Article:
The Schängel fountain

Bindy checking out the local art offerings

So, thanks to our nuttier than squirrel shit friends who wanted to run the half-marathon (and did a bang-up job), we got to tick off another beautiful and famous german town (which we then proceded to take GkT back to a few weeks later).


Wednesday, July 29, 2009

Smokey Beers and Daunting Defenses

A few weeks after getting back from France, Bel and I decided to check out one of the gems in Germany - the town of Bamberg in Oberfranken, Bavaria. An important point for the unaware - although the town of Bamberg is in Bavaria, the inhabitants ARE NOT Bavarian, they are Franken.

The town of Bamberg is well known for 2 things - one we got to enjoy, and the other that we chose not to enjoy. The first is the Altes Rathaus (Old Town Hall) which sits perched on its own little island in the middle of the Regnitz river. The second of the two is smoked beer, but this just isn't our beer (meaning it's just not our thing).

Bel and I spent a fair bit of the day following a cache around town, which lead us to most of the interesting points and places to see...but didn't lead us to the cache itself. We're not really having too much luck with caches as of late.
Towards the end of the day we stumbled across a market in the middle of town which just happened to have a "Bio" stall where we were able to find all manner of things sugar and yeast free (yes, we are back on the diet again). Nearly 50€ later we had stocked up on spreads, breads, pestos, etc. and the weekend was well and truly saved (I had my sads on about not being able to eat anything...).

The next day we had planned to go to Nürnberg for the day, but a quick browse of our "Germany on a Shoestring" book the day before had revealed a fortification in the nearby town of Coburg that I wanted to see - die Veste. So we packed up our tent and headed off to see these daunting defenses that were never defeated.

After having a look around the fortifications, we walked down into the heart of Coburg to check out the palace, chill a little in the town square, and generally take in the ambience.

If you get the chance to come here, both Bamberg and Coburg are worth a day trip, IMHO. But make sure you have a designated driver, so that you can try out the Rauchbier in Bamberg - they say it's pretty good, but what would I know?!?! :)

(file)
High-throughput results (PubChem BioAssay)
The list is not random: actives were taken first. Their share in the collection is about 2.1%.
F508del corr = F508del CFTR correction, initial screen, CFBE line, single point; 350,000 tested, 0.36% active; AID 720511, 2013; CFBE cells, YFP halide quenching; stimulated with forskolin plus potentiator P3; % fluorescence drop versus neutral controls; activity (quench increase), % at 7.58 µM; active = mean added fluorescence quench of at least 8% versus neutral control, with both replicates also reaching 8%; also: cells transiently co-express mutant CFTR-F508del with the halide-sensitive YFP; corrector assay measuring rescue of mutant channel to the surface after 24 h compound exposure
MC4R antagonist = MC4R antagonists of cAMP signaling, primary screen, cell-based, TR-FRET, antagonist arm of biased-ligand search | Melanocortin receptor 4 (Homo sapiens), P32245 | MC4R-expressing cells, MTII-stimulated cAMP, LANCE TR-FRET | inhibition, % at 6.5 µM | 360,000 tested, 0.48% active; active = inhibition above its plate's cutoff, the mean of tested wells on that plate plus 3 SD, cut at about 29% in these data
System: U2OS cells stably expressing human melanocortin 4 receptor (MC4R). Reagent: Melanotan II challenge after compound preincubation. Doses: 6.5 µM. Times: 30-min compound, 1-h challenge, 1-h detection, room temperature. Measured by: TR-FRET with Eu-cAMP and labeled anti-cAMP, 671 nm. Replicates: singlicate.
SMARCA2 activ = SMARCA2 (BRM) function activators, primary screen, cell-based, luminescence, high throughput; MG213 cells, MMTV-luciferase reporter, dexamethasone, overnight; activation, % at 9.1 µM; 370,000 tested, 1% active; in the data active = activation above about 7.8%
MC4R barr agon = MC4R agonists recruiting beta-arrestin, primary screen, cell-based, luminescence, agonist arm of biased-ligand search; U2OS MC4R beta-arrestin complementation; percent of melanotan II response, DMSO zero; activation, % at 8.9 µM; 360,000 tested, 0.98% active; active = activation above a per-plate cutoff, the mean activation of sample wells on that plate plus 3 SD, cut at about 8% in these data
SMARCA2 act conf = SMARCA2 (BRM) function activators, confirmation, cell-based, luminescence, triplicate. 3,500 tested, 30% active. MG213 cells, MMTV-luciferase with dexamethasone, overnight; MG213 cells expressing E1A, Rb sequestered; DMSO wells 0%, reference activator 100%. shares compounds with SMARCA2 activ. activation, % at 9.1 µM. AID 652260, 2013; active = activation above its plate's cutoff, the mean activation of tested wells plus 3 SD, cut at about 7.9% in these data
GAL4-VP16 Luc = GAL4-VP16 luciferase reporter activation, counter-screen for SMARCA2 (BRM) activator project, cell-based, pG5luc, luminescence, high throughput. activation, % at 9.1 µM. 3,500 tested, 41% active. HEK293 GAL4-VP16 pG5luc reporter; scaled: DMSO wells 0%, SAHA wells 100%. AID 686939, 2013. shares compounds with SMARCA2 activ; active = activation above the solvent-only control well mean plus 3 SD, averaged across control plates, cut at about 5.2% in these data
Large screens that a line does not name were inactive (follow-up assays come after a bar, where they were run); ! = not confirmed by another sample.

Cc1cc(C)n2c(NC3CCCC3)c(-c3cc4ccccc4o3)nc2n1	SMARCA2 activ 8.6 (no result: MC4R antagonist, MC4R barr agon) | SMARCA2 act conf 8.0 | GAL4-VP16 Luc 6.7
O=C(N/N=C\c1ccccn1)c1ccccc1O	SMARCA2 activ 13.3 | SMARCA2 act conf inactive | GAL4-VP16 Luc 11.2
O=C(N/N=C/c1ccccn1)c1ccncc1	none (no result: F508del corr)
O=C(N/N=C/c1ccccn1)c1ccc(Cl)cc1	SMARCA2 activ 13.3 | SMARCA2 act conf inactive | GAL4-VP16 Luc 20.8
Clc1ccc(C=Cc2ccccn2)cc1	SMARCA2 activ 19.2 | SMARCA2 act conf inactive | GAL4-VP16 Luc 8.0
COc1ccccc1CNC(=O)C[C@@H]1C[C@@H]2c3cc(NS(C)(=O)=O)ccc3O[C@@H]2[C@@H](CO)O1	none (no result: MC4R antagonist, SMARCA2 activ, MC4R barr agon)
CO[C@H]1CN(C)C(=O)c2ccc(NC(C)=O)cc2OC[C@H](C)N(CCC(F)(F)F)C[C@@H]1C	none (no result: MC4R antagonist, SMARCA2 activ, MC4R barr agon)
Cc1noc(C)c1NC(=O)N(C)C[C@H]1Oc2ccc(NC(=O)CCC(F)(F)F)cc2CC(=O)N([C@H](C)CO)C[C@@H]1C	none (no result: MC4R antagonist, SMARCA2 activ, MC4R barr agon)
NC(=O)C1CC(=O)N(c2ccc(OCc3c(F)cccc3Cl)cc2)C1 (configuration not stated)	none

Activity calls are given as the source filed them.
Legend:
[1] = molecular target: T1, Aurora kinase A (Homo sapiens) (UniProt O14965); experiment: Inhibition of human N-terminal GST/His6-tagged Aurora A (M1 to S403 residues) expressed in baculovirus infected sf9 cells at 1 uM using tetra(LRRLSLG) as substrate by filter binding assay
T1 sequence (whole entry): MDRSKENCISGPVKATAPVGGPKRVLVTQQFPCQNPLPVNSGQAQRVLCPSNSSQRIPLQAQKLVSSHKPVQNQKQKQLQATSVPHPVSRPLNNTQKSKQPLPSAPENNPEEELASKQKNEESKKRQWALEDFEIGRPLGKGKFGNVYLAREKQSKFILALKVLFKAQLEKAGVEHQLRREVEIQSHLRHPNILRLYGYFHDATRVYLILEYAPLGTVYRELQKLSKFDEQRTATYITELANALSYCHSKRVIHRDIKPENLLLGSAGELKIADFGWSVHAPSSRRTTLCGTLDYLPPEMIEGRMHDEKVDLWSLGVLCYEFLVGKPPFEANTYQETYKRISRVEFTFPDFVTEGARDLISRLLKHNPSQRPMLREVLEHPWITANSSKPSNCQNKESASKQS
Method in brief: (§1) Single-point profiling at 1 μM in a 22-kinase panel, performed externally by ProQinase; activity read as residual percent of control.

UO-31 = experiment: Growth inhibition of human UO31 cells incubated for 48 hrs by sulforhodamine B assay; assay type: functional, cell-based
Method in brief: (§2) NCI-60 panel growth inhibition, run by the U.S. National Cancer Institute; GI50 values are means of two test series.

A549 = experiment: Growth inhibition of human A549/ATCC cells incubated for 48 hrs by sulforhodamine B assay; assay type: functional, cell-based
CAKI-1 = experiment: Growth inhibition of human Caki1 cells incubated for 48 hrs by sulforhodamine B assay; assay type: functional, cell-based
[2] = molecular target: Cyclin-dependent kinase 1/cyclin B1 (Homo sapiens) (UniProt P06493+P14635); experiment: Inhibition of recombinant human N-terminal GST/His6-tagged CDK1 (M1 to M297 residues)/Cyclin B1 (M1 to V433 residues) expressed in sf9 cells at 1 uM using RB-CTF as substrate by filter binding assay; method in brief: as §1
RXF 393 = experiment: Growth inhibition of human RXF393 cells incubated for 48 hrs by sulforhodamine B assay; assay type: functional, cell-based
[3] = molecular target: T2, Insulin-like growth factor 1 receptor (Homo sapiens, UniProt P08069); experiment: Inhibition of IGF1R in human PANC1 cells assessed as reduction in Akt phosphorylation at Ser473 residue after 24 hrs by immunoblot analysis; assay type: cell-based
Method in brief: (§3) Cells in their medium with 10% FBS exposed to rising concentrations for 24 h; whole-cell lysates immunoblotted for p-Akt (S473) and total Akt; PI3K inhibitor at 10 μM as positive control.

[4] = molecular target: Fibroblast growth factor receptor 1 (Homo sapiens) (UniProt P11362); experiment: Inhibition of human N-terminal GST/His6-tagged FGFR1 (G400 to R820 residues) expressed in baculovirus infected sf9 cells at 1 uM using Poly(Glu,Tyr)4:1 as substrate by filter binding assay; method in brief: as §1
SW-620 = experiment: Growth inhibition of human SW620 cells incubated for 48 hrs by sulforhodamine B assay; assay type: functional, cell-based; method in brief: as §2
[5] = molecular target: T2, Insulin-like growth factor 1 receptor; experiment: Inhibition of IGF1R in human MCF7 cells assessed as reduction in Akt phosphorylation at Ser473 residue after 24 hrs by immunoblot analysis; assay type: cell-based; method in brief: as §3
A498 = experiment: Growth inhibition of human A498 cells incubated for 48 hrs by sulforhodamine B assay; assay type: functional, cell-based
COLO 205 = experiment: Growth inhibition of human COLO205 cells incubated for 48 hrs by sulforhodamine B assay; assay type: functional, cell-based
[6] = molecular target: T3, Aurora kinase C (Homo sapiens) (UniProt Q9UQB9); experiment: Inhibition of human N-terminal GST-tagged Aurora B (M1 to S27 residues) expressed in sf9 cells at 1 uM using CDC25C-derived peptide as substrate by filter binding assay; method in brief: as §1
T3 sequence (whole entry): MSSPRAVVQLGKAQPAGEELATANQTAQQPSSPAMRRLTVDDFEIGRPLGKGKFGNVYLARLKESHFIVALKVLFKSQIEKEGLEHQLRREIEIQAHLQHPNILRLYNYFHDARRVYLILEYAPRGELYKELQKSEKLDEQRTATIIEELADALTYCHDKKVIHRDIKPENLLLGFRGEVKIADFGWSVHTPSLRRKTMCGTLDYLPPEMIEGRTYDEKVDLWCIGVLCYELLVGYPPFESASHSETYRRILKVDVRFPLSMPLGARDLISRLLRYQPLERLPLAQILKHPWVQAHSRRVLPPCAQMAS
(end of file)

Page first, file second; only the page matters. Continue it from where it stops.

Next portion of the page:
Mayday! May Day!

Yeah, this posting is a little late, but better late than never. We have been quite busy lately, and haven't managed to get around to posting about the various goings-on in our lives, where we have been, what we have seen, etc. It's finally time to do something about it.

So, as a sequel to last year's May Day long weekend in Paris, Bel and I piled onto a plane and flew back to Paris to catch up with Stéven and Emilie one year later, and to celebrate Stéven's 30th in Brittany.

Parisian Café life

Best Falafel in Paris

Pretty flowers in a Parisian park

Soccer and Pétanque in the Colosseum

This time around we managed more than just the long weekend, which allowed us just to relax, take things easy, and enjoy Paris for what it is, rather than rushing around to see the sights.

Old guy getting his Pétanque on

Evil Mr Tumnus...

Tennis Pavillion at the Petit Trianon (Versailles)

Part of the village in the Petit Trianon

Before heading to Brittany for the start of Stéven's long weekend of birthday fun and frivolity, we took a day to head out to see Cháteau Versailles, where Marie Antionette lived, and where the Treaty of Versailles was signed at the end of the First World War (which arguably lead to the Second World War, according to Bel who is sitting on the couch reading HP 7 for the 5th time).

Cháteau Versailles from the back

Fountain at Versailles

Part of the village in the Petit Trianon

Part of the village in the Petit Trianon

After Paris, Versailles, and a really good Côte de Boeuf at Baignoire (the Bath), it was off to Brittany to Stéven's parents' house and the beginning of his weekend of birthday celebrations. Unfortunately we were only able to stay for the first night of festivities, and therefore missed seeing Stéven soil his newly purchased white Converse boots with the insides of his own stomach... But who knows, maybe he will do us the honours of repeating it next year, if we manage to make it to Paris again.

Brushy in a tent

Bel and Stéven in Brittany